There is HUGE news for our gluten-free community today. After a 9-year discussion, the FDA has finally define gluten-free labeling regulations. This is a tremendous step forward for those of us living with Celiac Disease who require a gluten-free diet to survive.
I have included the full text of the FDA press release below, as well as some links to major news outlets.
Washington Post: Nine years after Congress’s request, FDA defines ‘gluten-free’
New York Times: F.D.A. Sets Standard for Foods Labeled Gluten Free
USA Today: FDA issues new rules on gluten labeling
FDA for Consumers: What is Gluten-Free? FDA Has An Answer
Official Press Release
FDA defines “gluten-free” for food labeling
New rule provides standard definition to protect the health of Americans with celiac disease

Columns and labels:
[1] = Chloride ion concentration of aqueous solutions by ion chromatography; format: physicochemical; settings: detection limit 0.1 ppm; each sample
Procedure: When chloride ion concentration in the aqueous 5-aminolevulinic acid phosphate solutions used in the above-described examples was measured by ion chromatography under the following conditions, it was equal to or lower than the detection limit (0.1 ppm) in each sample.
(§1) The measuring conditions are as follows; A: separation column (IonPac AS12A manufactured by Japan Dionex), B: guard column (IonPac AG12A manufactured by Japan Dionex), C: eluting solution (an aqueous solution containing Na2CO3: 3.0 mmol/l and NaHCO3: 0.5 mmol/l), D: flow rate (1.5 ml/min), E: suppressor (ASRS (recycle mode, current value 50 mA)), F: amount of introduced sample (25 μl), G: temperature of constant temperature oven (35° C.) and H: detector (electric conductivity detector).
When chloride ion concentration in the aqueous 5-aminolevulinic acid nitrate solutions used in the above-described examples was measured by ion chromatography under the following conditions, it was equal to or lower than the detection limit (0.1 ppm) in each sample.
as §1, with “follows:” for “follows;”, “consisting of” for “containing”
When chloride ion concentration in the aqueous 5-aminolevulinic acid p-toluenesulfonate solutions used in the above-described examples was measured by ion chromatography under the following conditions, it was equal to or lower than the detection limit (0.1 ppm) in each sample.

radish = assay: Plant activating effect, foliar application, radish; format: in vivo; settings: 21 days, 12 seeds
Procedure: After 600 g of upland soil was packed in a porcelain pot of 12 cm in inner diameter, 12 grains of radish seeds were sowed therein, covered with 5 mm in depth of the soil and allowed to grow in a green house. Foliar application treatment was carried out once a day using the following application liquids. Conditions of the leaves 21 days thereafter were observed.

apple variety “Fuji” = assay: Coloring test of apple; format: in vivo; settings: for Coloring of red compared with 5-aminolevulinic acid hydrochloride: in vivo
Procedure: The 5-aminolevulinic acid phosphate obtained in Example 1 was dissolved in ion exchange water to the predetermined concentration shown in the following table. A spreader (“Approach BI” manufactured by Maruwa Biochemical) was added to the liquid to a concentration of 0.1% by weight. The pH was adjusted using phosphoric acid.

The U.S. Food and Drug Administration today published a new regulation defining the term "gluten-free" for voluntary food labeling. This will provide a uniform standard definition to help the up to 3 million Americans who have celiac disease, an autoimmune digestive condition that can be effectively managed only by eating a gluten free diet.
“Adherence to a gluten-free diet is the key to treating celiac disease, which can be very disruptive to everyday life,” said FDA Commissioner Margaret A. Hamburg, M.D. “The FDA’s new ‘gluten-free’ definition will help people with this condition make food choices with confidence and allow them to better manage their health.”
This new federal definition standardizes the meaning of “gluten-free” claims across the food industry. It requires that, in order to use the term "gluten-free" on its label, a food must meet all of the requirements of the definition, including that the food must contain less than 20 parts per million of gluten. The rule also requires foods with the claims “no gluten,” “free of gluten,” and “without gluten” to meet the definition for “gluten-free.”